Women in Peacebuilding: An ALforGovernance Masterclass

In celebration of South Africa’s Women’s Month in August, the ALforGovernance Masterclass explored the role of Women in Peacebuilding on Friday August 7th. Two female guest speakers drove the session, Keolebogile Diswai (Botswana)  and  Esther Soma ALA alumni Class of 2010. 

Keolebogile Diswai currently works for the United Nations Population Fund in Damascus, Syria furthering the mandate of sexual reproductive health rights of women as well as prevention and protection of Gender-Based Violence. She has a background in International Policy & Diplomacy, Peacebuilding and Advocacy with regional expertise in Africa and the Middle East.

Ester Soma is a Women’s Peace and Security expert working for the United Nations in South Sudan. In her current position at UN Women, Esther supports South Sudanese women in the implementation of the signed peace agreement. She has experience in policy and advocacy with a demonstrated history of working in the non-profit industry with international organizations such as Mercy Corps.

Esther is the author of the joint Oxfam-UN Women research report, Our Search for Peace, Women in South Sudan’s National Peace Processes which documents and highlights South Sudanese women’s crucial roles and impact in key South Sudan peace processes. The session was moderated by ALA alumni- Moitse Moatshe Class of 2019 from Botswana, who is currently studying Women Gender and Sexuality Studies and Economics at Smith College in Massachusetts.

(From left to right) Fred Swaniker , Esther Soma ’10, Claudia Masemola ’09, and Spencer Horne ’08 at the Coca-Cola’s Global Executive Team visit to ALA in 2019.

Lebo started the Masterclass with a lecture on how we as a society must rethink the current role of women in peacebuilding. Much of her talk was focused on highlighting the differences between informal and formal peacebuilding and the role that women play in both types. She believes that historically and currently women’s voices have been more widely found in informal peace building processes. Informal peacebuilding comes from the grassroots level, whereas formal peacebuilding processes come from institutions such as governments and the UN Peace Builders.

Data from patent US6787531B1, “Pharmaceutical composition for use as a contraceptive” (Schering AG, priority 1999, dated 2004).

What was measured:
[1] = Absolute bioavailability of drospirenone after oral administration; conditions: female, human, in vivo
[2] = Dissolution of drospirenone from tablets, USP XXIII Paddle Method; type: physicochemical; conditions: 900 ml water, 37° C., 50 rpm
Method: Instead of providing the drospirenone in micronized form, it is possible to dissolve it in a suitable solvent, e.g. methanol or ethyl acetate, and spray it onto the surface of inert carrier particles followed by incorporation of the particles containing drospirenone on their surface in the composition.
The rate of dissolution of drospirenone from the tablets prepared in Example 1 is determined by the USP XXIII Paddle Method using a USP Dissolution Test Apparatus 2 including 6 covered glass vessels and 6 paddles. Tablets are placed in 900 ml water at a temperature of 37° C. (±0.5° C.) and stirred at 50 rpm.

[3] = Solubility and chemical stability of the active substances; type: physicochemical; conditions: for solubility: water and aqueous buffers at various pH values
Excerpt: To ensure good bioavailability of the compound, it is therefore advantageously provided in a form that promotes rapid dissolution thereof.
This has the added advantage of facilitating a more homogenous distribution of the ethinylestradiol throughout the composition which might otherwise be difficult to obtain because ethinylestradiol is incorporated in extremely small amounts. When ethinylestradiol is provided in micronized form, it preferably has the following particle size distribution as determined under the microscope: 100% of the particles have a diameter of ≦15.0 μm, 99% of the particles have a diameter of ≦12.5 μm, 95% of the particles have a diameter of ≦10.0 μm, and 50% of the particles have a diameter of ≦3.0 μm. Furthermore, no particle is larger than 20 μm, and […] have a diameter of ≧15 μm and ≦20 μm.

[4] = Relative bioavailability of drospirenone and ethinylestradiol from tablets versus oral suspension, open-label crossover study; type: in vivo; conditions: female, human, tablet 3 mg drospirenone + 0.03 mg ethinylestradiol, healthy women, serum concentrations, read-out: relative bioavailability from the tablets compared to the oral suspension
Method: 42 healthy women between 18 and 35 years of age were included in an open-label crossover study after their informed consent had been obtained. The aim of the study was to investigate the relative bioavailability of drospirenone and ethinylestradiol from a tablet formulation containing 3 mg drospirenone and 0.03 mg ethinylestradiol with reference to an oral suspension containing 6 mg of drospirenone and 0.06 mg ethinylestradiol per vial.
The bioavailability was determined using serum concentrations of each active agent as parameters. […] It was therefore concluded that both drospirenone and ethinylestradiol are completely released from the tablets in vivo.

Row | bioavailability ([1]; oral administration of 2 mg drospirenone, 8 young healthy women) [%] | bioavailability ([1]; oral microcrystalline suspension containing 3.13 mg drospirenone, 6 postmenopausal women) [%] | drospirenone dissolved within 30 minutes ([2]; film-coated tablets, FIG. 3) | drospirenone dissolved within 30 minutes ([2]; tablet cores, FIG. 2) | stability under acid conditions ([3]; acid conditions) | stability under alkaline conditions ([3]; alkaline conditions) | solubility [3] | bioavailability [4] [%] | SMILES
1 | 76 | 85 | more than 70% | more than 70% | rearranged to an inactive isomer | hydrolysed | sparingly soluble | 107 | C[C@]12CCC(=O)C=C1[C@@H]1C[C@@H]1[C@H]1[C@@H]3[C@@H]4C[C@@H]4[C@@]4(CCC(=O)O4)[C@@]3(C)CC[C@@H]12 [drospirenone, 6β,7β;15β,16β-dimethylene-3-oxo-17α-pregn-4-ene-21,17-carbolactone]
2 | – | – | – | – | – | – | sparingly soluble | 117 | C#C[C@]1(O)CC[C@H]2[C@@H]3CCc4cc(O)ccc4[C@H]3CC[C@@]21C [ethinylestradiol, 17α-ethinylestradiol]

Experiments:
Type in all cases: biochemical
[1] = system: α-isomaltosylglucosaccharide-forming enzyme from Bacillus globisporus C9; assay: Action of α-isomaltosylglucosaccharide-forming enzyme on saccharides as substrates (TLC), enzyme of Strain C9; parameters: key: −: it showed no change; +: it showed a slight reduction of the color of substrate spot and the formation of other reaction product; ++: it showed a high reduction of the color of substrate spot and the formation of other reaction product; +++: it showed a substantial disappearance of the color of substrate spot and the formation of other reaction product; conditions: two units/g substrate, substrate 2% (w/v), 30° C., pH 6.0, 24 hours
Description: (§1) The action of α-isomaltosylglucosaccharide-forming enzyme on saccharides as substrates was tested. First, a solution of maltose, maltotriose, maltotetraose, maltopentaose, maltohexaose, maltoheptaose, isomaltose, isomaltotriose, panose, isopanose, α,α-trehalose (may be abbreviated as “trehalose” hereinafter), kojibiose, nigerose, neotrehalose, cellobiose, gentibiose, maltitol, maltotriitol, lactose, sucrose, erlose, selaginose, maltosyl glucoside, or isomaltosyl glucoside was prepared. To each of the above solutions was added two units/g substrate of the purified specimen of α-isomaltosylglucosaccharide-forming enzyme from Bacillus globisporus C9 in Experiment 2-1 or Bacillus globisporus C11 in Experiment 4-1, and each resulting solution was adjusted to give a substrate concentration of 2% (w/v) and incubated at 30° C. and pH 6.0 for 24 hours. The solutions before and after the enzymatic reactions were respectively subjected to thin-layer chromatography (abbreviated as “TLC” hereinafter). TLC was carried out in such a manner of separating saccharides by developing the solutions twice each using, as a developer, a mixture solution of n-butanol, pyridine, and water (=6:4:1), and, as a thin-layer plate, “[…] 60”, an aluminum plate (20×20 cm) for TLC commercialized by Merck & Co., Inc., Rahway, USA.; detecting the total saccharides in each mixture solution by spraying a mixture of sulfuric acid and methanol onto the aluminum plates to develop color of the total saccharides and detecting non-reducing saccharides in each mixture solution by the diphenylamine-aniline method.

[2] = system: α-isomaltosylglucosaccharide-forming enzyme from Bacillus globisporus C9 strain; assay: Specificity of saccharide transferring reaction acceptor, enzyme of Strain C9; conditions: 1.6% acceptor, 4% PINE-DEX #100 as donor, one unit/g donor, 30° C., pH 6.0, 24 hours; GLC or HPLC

After insightful remarks and context from Lebo, the Masterclass group broke into four separate groups to come up with solutions to the following: Provide three solutions to put into practice regarding the divide between informal and formal peacebuilding in order to bridge the divide between the two. The four separate groups provided numerous solutions to this issue including the following: creating structures of communication between the leadership of informal and formal peacebuilding groups, engaging more women in the formal peacebuilding platforms, supporting and mentoring women in order to encourage them to go into politics to have a voice in formal peacebuilding, and redefining what peacebuilding means altogether in the context of the primary caregiver.

Once the deliberation of the solutions had come to a close, the group heard from Ester about her personal experience working in the field in South Sudan. From her experience, Ester provided four distinctive needs for women to be engaged in this critical work:

1) targeted advocacy prior to the commencement of peacebuilding processes;

2) ample funding;

3) women building networks and coalitions and lastly;

4) technical support teams.

Ester challenged the group to think about how we can ensure all stakeholders, not just male ones, have a seat at the table. Wrapping up the session with a Q&A section, the participants left hopeful and empowered with a concrete understanding of how critical it is to have women engaged in peacebuilding conversations and processes at every level.


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